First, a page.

Telemedicine Can Effectively Treat ADHD in Kids

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Telemedicine can effectively treat children with attention-deficit/hyperacitvity disorder (ADHD) who live in areas with few psychiatric resources, according to a study published in the Journal of the American Academy of Child and Adolescent Psychiatry.

Telemedicine has been on the rise for the past 15 years, but few studies have investigated its efficacy for younger patients. The researchers sought to test a new model to help provide psychiatric treatment to children in remote areas.

The study, called the Children’s ADHD Telemental Health Treatment Study (CATTS), included 223 children referred by 88 primary care physicians in seven remote locations. Each child was randomly assigned to either an experimental telemedicine service model or a control service model. Participants were assessed for ADHD and oppositional defiant disorder (ODD) five times over a 25-week period.

In the experimental model, children received six sessions of combined pharmacotherapy through videoconferences with child psychiatrists over a 22-week period. Additionally, caregivers received in-person behavior training from community therapists who were supervised remotely.

In the control model, children were treated by their primary care providers with an additional telepsychiatry consultation.

The results indicated that children in both groups showed improvement from baseline. However, the children in the experimental group showed significantly more improvement in both ADHD and ODD symptoms than the children in the control group.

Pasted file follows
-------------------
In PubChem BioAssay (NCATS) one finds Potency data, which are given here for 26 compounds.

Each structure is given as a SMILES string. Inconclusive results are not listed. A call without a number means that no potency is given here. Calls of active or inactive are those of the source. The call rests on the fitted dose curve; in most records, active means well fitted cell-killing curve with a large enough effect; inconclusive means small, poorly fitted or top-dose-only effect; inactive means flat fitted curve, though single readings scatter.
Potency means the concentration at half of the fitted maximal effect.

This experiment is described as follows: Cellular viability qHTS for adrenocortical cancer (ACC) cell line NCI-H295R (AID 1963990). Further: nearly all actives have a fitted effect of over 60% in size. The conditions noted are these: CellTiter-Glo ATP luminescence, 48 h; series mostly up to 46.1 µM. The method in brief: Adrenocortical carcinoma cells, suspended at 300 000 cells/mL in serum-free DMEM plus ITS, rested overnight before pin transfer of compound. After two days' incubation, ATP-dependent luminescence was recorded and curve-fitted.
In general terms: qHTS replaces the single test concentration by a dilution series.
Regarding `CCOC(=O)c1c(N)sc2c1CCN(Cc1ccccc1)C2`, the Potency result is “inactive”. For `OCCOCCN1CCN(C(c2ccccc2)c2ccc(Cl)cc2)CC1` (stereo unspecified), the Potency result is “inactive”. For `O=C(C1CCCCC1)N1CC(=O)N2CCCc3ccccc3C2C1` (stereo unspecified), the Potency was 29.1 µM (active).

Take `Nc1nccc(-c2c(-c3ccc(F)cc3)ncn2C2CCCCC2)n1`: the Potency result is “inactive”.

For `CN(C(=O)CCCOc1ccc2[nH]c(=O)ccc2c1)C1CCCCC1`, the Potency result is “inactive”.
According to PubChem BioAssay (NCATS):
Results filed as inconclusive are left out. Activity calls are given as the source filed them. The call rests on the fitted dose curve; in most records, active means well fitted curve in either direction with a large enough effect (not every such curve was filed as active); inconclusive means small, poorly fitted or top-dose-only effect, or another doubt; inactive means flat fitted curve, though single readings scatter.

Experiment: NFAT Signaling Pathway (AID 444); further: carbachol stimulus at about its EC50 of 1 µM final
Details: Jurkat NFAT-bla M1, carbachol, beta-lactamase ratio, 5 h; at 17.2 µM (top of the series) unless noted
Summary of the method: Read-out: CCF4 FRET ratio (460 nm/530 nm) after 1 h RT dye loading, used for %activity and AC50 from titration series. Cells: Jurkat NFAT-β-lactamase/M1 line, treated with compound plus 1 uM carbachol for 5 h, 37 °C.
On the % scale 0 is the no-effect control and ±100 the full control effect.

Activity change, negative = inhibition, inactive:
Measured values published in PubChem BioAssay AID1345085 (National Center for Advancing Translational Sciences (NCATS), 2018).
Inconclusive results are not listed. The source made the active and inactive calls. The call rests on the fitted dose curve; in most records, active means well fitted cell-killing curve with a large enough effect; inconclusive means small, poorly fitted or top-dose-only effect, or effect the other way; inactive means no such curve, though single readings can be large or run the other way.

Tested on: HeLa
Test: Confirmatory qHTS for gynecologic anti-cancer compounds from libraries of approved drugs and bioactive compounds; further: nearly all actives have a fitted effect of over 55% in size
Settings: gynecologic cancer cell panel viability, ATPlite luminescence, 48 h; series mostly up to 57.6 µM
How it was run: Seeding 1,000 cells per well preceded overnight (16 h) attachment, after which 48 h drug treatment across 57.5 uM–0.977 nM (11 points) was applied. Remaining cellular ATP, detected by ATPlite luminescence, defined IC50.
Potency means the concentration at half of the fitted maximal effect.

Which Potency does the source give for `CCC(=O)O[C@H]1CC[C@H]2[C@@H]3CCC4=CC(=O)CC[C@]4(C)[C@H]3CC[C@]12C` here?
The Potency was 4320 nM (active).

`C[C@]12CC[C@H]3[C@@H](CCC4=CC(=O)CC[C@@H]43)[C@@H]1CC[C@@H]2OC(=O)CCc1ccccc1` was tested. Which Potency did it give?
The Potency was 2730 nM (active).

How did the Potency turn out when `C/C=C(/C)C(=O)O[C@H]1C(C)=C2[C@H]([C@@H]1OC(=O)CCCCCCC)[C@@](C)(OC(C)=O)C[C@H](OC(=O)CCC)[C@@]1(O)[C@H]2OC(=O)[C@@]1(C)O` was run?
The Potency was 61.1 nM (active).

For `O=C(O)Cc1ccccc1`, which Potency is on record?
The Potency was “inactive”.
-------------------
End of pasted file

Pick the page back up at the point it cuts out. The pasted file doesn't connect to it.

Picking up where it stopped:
The researchers hope that their model of care will help improve outcomes for children with mental health disorders who do not currently have access to in-person psychiatric care.

Telemedicine Can Effectively Treat ADHD in Kids
Telemedicine Can Effectively Treat ADHD in Kids

Children with attention-deficit/hyperactivity disorder (ADHD) who live in underserviced areas can be effectively treated using telehealth technology, new research suggests.

Telehealth technology is a way of delivering healthcare that connects doctors in major centers with patients in remote locations to enable them to interact in real time as though they were in the same room.

By eliminating the need to travel to obtain healthcare, telehealth services can improve access to care for patients who live in rural or underserved areas. This is particularly important now, when the shortage of healthcare services and, in particular, mental health services is a growing concern, lead author Kathleen Myers, MD, MPH, associate professor of psychiatry and behavioral sciences, University of Washington School of Medicine, and director of Telemental Health Services at Seattle Children's Hospital, told Medscape Medical News.

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